Blog the Vote


Q: Maybe I’m jumping the gun a bit, but I’m starting to take a real interest in the next presidential election. I know Howard Dean’s been using the Web like a maestro, and I participated in that first mock election at Any other online resources you can recommend?

There’s still five-plus months to go till the Iowa caucus (, but the Web’s already chockablock with campaign news. Though Dean’s dueling sites ( and have gotten most of the ink so far, there are plenty of more objective URLs to peruse.

This being the Year of the Blog, it’s fitting that the best online coverage so far has been pieced together by emotive geek chroniclers. The most popular is WatchBlog (, edited by Brooklyn-based blogger Cameron Barrett ( The site’s broken down into three columns—one for Democrats, one for Republicans, and one for third parties. Barrett and his editorial cohorts do a fine job of digging up some otherwise easy-to-miss stories; they also provide the occasional nonpartisan primer on hot-button issues, like school vouchers.

Also useful is the Campaign 2004 News Blog (, which overcomes a creaky interface by providing tons of solid links. It’s through this blog that Mr. Roboto got hooked on, the self-proclaimed “Unofficial Homepage of the Electoral College.” The big attraction here is an electoral map, currently pitting Dubya versus Dean in an all-the-marbles showdown. (As of this writing, Bush has strategized his way to a hypothetical 321-to-217 electoral victory.) The bad news is that webmaster James R. Whitson is working on a massive overhaul, so updates will be less frequent for a few months.

You a betting man? If so, get thee over to the Iowa Electronic Markets (, a Wall Street for political junkies that lets you trade shares tied to a candidate’s fortunes. For example, if you think John Kerry’s due for a popularity bump, scoop up his stock while it’s on the ebb and wait for the magic to happen. Not only are the daily share prices an excellent indicator of who’s hot, but there’s money to be made; starting accounts can be opened for up to $500, and the whole shebang’s actually regulated by the federal government.

Money’s got a dark side, of course, especially when it gets all tied up in political games. Find the skinny at the Buying of the President 2004 (, run by the Center for Public Integrity. Tons of “gotcha!” exposés on candidates who’ve carried water for major contributors, as well as estimates of everyone’s net worth. It’s a little disheartening to learn that the majority of presidential candidates are millionaires.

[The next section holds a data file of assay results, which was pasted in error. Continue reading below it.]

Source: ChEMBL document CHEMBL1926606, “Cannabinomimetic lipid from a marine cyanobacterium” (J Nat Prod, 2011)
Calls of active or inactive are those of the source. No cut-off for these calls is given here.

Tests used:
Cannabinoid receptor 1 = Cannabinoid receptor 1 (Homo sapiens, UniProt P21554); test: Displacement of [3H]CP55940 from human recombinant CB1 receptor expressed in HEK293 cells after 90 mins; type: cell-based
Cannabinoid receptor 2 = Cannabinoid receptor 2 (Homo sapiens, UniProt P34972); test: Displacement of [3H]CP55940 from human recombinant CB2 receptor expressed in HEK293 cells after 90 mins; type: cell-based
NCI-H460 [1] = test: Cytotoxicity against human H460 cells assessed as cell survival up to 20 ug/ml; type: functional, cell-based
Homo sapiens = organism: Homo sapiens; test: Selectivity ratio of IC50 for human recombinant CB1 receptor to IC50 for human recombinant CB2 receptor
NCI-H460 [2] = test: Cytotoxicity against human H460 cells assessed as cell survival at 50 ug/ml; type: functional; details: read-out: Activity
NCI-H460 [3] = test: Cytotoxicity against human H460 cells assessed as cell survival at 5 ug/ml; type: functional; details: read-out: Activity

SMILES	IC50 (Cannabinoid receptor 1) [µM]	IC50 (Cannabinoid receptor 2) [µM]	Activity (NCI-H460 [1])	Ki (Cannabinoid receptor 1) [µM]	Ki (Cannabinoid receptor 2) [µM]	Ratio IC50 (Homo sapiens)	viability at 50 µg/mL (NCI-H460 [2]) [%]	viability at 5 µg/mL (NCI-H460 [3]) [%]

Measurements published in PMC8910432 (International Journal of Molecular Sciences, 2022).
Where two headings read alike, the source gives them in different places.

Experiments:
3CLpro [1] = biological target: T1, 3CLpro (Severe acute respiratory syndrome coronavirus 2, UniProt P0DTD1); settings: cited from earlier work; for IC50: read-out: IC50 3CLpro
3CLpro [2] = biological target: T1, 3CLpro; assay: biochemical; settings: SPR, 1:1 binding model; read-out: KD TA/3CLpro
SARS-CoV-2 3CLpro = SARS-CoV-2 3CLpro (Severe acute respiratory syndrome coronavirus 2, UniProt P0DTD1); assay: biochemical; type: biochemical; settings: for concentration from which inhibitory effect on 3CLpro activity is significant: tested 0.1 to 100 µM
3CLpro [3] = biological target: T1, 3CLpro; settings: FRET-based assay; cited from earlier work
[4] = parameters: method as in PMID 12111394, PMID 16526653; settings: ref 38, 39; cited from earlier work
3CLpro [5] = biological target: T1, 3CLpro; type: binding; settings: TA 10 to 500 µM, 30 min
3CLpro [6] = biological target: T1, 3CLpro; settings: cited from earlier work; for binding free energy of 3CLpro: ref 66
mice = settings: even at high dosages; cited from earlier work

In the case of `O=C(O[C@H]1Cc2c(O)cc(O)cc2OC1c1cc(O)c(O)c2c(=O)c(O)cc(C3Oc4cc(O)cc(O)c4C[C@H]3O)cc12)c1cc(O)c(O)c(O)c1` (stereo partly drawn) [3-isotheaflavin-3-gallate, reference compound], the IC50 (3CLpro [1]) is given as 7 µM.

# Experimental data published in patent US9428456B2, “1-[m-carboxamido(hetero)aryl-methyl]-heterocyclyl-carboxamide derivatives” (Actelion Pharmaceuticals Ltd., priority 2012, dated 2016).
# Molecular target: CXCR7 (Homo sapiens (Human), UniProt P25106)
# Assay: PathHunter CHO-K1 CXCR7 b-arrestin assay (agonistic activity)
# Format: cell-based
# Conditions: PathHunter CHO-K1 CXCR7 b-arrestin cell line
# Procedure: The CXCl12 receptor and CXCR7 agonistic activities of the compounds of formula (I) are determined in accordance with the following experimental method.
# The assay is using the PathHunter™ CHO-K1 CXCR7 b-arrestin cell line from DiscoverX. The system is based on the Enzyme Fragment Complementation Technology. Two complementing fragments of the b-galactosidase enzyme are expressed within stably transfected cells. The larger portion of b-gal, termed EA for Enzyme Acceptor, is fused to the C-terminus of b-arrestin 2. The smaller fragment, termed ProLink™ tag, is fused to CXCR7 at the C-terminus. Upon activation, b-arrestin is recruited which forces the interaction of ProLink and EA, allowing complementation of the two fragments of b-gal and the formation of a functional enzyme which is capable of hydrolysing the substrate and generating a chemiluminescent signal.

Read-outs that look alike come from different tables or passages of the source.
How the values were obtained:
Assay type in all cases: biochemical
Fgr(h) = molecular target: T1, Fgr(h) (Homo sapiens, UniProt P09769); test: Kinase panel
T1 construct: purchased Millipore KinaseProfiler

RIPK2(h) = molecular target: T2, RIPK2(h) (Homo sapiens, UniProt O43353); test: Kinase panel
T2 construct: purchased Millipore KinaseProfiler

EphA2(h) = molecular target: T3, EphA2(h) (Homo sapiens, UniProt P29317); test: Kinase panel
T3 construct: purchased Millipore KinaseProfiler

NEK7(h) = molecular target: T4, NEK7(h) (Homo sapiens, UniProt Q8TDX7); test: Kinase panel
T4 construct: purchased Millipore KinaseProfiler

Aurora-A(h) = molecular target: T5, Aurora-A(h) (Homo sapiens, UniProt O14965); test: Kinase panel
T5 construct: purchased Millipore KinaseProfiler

If you’d like to kick in a few bucks to a favorite candidate, but worry that your five bucks’ll simply get lost in the shuffle, pay a visit to The idea here is for financial small fry to band together around a particular issue or candidate, and pool their tiny contributions into something grander (and therefore more likely to gain notice). Still in its infancy—the “Dean Billion Dollar Challenge” had raised just $5 as of last Wednesday—but it’s a cool idea. And it has some good links to places like the classic follow-the-money muckraker

A good catch-all to track is C-SPAN’s site (; go to “2004 Vote”), with its video clips from the channel’s daily programming. Just itching to see Richard Gephardt stump in Dubuque? You’re in heaven here. True policy wonks should jump from C-SPAN to the Council on Foreign Relations (, which archives every speech and statement the candidates make on foreign affairs.

Like the lottery, the presidential election is one of those “can’t win if you’re not in” propositions, so don’t harsh Mr. Roboto’s mellow by forgetting to register. Those who’d rather avoid the post office lines can simply visit, print out a form, and snail-mail it. After performing your civic duty, how about rewarding yourself with a visit to the websites of fringe candidates? Rumor is that 2000 Natural Law Party Nominee John Hagelin ( may run again. Hard not to like a guy whose current résumé includes the job title “Minister of Science and Technology of the Global Country of World Peace.”

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